At most, albums like Warpaint’s The Fool are released a few times a year; a debut that feels entirely the opposite. Think about Best Coast or Vampire Weekend, a couple examples from recent years. By the time their first full-length albums were released, we already knew the singers names and could recite brief histories of their past several years. It’s unnatural, in a way, to have high expectations thrust at you when you are, in reality, releasing your only album, ever. But these expectations come with great rewards if you can come remotely close to fulfilling them, as the VW boys can attest, having just headlined the Hollywood Bowl with about an hour of recorded material under their belt.
Warpaint join this acclaimed company by living up to the lofty expectations that their head-turning live shows and a seemingly endless stream of blog chatter have earned them. The Fool is a success no matter how you slice it, playing like a genre record for a genre that doesn’t exist. Much like the aforementioned buzz bands, their sound is already a fully-formed entity, with nothing comparable readily available on the market. After hearing The Fool, the closest comparison I can think of for their slow-burning and sprawling compositions is their recent tour-mates and another freshman phenom, the xx. The xx are better and cutting to chase, but the sensual longing of youth and emotional pain that comes with it inform every note that these groups have released. Warpaint’s ace in the hole is making the castaway drifts that their songs seem to lean towards actually payoff and reach their destination.
The downside to The Fool? It’s the same complaint that makes it so practically impossible to have a perfect debut. Any group that starts out knowing too distinctly where they are going can seem one note. But this is less a problem for the above winning debuts because at the root, they are lean pop songs. Warpaint, though they infuse their tunes with infectious melodies, have only one clear single in “Undertow”, and thus their album is not quite as enjoyable on an everyday level. And even “Undertow” had to be released as an edit, and as a result the tune everyone will hear is not as affecting as the album version.
That isn’t to say there aren’t clear standouts on the album, there are. Emily Kokal (“Blond Warpaint”) has a show-stealing ballad near the end of the record that has the same effect on my libido as watching Fatal Attraction, though the ambiguity of the whether to hear it “Don’t you call anyone else baby” or “don’t you call anyone else, baby” creates enough doubt to roll the dice with the possible ice-pick wielder.
In fact, the lyrics throughout the record lean heavily on “don’t fuck with Warpaint” as a motif. These girls aren’t taking shit from anyone, and if you have seen them move while they play these songs, it’s the kind of strong-minded, independent, confident, and possibly overwhelming women that girls need to hear music from, rather than just submissive themes that are continually perpetuated through mainstream art. They are not divas or starlets selling their bodies; they are making complicated and intricate art-rock with creative sounds, textures, and instruments. In fact, they don’t even have a lead singer, with all members assigned vocalist duties and two listing singing as their primary instrument, to the point where the listener doesn’t worry if the singer is “Hair-Whip Warpaint” or “Exotic Warpaint” (I didn’t have a nickname for Theresa Wayman, I’m sorry that one is weak…it’s better than the one I was going to go with for Stella Mozgawa, or “Time-Keeping Warpaint”).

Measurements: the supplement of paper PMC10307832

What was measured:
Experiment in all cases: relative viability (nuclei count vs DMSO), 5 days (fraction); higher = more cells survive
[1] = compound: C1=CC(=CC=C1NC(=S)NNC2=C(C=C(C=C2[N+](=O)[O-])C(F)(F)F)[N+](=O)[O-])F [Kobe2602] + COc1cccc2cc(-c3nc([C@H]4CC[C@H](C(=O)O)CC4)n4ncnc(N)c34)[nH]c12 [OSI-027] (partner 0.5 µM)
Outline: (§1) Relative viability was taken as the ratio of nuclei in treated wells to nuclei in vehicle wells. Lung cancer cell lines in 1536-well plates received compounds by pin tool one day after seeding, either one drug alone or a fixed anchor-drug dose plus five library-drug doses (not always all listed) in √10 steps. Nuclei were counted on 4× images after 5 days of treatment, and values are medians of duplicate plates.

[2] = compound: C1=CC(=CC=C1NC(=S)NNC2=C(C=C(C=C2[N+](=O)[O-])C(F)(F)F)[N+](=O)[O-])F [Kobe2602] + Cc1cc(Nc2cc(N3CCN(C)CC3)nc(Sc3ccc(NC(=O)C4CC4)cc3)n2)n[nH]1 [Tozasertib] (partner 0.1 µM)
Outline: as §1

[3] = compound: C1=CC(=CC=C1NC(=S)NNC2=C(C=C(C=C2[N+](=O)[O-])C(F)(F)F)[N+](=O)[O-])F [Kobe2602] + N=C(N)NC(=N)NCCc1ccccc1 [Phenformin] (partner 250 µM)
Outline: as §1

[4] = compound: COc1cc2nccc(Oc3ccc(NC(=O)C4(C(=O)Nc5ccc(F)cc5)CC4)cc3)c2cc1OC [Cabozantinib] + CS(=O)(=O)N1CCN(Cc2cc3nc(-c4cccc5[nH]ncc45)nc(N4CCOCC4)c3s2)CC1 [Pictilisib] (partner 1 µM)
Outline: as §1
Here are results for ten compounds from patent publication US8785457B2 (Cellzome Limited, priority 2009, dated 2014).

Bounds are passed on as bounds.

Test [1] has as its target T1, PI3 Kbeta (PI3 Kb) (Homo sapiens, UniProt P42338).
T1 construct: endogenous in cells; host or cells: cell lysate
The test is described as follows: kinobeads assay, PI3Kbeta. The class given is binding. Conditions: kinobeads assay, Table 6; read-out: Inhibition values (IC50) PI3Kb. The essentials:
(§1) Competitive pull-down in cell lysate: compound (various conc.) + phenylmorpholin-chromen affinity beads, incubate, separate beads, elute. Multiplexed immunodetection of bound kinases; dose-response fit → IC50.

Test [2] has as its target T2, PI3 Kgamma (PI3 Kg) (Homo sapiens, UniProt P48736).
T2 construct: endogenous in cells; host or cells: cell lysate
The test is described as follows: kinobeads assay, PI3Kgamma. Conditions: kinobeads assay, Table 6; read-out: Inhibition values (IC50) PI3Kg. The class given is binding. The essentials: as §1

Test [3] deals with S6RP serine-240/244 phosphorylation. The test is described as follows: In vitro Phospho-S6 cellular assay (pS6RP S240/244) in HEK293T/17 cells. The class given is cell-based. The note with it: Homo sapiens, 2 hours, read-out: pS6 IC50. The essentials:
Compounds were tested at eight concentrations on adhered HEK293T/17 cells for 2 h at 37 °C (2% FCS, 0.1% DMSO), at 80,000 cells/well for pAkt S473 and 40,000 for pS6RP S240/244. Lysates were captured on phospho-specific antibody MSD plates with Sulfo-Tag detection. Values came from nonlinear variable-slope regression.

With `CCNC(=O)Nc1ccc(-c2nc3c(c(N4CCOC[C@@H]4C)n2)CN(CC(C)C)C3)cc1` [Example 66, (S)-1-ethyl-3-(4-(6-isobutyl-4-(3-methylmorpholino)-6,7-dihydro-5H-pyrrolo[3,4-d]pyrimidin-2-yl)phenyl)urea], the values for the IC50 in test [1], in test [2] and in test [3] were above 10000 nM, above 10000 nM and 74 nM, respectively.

The point, anyway, is that worrying about distinguishing them by their individual traits is the opposite of what feels natural, which is listening to Warpaint as Warpaint: a collective voice and a collective instrument. You may have your favorite based on stage presence (I’m partial to “Hair-Whip”), but school-boy crushes couldn’t elevate mediocre musicianship, which The Fool would be hard-pressed to be cast as.
Other standouts include the live favorite “Composure”, which may feel disjointed as the intro does a 180 degree turn and transitions into a spooky Red Hot Chili Peppers groove (psych-funk, definitely not funkadelic), but the song works in a “Paranoid Android” kind of way, finding its way back to the school yard/Lord of the Flies chant that ignited the song. “Shadows”, which was the first song the band did not write together, showcases Theresa Wayman as an equally-adept front-woman as the aforementioned Kokal, using another texture-rich verse to lull the listener into the chorus that is less catchy than it is blanketing to the senses. But you could signal out any of the nine songs as being strong, as an album the only thing that lacks is the experience to go beyond this winning formula,which, for a debut, is not valid nor fair to fault a band for. The changes come on subsequent albums, where a band is expected to grow and mature.
Though the guitar leads sound unpolished, the vocals sound untrained, and the bass can overwhelm the songs, the lack of perfection makes more of a statement than all the auto-tune in the world. And if a first album didn’t leave room to improve and grow, and, most importantly, if it didn’t lay down a path towards a goal, then there would be little point to making music. It might not be the best first album I have heard this year, but Warpaint has the highest ceiling of the lot. And if they show their second album the time and patience that this one took to make, then we will be having a much different conversation in three years.